“You have to wonder if Wal-Mart and Target haven’t benefited from J.C. Penney’s near-term challenges and Best Buy’s recent distractions,” Spieckerman said. “Wal-Mart and Target have traditionally been portrayed as one another’s direct competitors but the fact is, they compete with many other retailers in various categories.”

Like many retailers, both Wal-Mart and Target suffered along with their customers during the economic downturn. Target during the recession emphasized the “Expect More” part of its “Expect More, Pay Less” message, feeding into the perception among consumers that well-designed, trend-right merchandise comes at a higher cost. Shoppers traded down, impacting overall sales. Wal-Mart was hit hard as its core lower-income shoppers struggled with joblessness, rising gas prices and food inflation.

The retailer switched its everyday low pricing strategy into high gear, which helped drive sales but pressured already thin profit margins.

Now, though, various metrics for both retailers are robust. Wal-Mart’s first-quarter profits were $3.74 billion versus $3.4 billion in the previous year’s quarter. Diluted earnings per share from continuing operations came in at $1.09, above guidance of $1.01 to $1.06 and compared to 98 cents per share from continuing operations last year. Traffic and ticket size were both positive during the 13-week period ended April 27.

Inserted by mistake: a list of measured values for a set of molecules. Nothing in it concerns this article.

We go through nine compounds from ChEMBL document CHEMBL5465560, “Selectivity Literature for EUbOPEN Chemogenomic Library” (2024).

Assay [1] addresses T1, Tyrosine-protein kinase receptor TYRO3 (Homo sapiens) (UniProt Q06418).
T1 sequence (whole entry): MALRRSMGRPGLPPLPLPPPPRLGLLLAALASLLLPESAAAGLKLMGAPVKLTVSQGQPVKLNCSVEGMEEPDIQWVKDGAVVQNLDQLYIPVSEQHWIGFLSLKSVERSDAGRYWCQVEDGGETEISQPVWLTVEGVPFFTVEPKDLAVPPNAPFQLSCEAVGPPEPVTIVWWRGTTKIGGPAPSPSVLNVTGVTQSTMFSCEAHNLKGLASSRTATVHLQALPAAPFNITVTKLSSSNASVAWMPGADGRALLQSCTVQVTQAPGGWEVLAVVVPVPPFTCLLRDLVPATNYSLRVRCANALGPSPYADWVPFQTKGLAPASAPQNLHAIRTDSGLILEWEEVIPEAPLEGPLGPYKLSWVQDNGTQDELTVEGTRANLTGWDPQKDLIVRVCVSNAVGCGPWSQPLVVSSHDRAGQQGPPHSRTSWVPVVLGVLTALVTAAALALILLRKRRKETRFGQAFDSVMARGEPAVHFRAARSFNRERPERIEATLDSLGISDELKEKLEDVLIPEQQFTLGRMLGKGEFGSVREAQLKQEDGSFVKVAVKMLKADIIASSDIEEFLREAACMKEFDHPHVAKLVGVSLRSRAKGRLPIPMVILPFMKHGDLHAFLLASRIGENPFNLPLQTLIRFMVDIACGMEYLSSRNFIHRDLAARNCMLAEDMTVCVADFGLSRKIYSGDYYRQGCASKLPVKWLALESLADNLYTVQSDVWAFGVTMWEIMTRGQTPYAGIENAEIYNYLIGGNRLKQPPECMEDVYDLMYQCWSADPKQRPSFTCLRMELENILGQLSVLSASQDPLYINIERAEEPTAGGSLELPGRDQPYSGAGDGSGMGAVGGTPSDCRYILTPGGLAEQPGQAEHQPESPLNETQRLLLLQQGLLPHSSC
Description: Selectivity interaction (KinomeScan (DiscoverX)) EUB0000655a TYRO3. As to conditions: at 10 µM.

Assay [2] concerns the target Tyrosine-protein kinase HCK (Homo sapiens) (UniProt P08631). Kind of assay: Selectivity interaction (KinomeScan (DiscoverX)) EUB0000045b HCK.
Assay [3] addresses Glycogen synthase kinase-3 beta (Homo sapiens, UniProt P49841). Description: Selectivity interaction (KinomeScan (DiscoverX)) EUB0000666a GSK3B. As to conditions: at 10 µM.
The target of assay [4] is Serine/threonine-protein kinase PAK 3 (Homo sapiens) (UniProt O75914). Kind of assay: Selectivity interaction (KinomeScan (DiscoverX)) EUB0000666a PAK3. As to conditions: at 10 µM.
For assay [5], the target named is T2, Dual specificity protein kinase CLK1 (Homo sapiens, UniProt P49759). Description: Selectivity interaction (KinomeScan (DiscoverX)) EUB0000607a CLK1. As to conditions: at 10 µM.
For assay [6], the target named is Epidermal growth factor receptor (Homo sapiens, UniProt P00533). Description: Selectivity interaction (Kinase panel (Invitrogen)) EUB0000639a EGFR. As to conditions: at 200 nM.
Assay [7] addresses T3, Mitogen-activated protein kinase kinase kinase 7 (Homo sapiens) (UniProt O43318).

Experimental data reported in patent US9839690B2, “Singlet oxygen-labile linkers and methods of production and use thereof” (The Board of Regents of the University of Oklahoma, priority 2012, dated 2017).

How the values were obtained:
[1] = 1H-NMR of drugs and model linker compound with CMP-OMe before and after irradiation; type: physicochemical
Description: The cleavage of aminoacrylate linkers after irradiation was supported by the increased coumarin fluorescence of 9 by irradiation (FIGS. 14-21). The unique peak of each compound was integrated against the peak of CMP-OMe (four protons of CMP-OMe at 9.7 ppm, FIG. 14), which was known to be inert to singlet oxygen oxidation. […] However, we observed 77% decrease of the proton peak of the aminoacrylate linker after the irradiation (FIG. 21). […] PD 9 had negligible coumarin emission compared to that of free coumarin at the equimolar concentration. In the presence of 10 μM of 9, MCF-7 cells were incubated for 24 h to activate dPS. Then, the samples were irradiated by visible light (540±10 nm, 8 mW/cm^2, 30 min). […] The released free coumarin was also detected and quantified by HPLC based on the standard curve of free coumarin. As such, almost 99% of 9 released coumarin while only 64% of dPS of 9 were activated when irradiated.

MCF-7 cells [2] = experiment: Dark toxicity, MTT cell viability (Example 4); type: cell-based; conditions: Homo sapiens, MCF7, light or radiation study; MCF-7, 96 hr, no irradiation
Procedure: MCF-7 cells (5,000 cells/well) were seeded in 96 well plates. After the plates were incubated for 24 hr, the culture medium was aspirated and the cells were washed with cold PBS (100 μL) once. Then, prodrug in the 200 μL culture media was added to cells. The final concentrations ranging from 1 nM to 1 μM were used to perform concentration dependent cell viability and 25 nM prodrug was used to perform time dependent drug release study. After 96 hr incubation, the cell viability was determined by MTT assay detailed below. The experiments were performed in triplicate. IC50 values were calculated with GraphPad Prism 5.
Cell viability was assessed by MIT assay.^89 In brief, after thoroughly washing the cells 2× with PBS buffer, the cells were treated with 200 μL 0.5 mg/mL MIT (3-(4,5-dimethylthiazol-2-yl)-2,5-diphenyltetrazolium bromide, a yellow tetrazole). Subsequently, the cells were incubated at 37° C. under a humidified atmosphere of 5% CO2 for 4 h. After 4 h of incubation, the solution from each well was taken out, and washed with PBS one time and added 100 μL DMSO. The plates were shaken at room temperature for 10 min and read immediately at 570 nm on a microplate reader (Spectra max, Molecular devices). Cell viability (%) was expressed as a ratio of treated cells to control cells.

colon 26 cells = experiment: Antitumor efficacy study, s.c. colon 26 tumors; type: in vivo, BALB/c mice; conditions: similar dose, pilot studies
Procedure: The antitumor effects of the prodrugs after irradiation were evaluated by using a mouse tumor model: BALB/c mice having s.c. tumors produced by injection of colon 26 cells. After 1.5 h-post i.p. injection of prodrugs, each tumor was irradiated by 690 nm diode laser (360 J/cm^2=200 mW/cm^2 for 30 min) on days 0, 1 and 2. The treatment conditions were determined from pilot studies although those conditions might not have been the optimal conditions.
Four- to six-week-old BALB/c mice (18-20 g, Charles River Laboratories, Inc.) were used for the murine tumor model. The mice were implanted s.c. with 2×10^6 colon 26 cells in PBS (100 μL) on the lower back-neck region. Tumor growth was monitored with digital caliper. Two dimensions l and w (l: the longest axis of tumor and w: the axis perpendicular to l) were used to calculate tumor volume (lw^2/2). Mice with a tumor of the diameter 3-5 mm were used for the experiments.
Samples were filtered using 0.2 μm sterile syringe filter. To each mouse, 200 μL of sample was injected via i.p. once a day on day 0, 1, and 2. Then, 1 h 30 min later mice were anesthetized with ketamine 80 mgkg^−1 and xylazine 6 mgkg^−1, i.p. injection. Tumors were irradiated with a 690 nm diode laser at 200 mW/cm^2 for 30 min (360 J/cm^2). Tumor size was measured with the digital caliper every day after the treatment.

Sam’s Club same-store sales, without fuel, rose 5.3 percent for the quarter, while Wal-Mart International grew net sales 15 percent. Constant currency net sales were up 10.9 percent.

Consolidated net sales were $112.3 billion, an increase of 8.6 percent from last year’s $8.9 billion, It’s the largest first-quarter sales increase since the quarter that ended April 2009. Currency exchange rate fluctuations had a negative impact on sales of about $800 million.

Wal-Mart still has some major headaches, though, especially the impact of the scandal stemming from corruption allegations about its unit in Mexico. During the conference call, Duke addressed the allegations, saying the company continues “to strengthen our anticorruption programs around the world. The investigation is ongoing and we are working aggressively to determine what happened, and we will take appropriate action if violations of the law or our policies occurred.”

The two lawmakers leading the probe into the bribery allegations against Wal-Mart said Thursday that they have internal documents that corroborate a New York Times report that said the retail giant’s executives bribed officials in Mexico to expand their presence there and later tried to cover it up. Reps. Elijah Cummings (D., Md.), ranking member of the House Oversight & Government Reform Committee, and Henry Waxman (D., Calif.), ranking member of the House Energy & Commerce Committee, sent a letter to Duke saying their review supports the Times report that Wal-Mart’s former general counsel, Maritza Munich, expressed concern about the independence of a company internal investigation and recommended an independent investigation. After Munich resigned in February 2006, her successor, Alberto Mora, closed the internal investigation without taking action.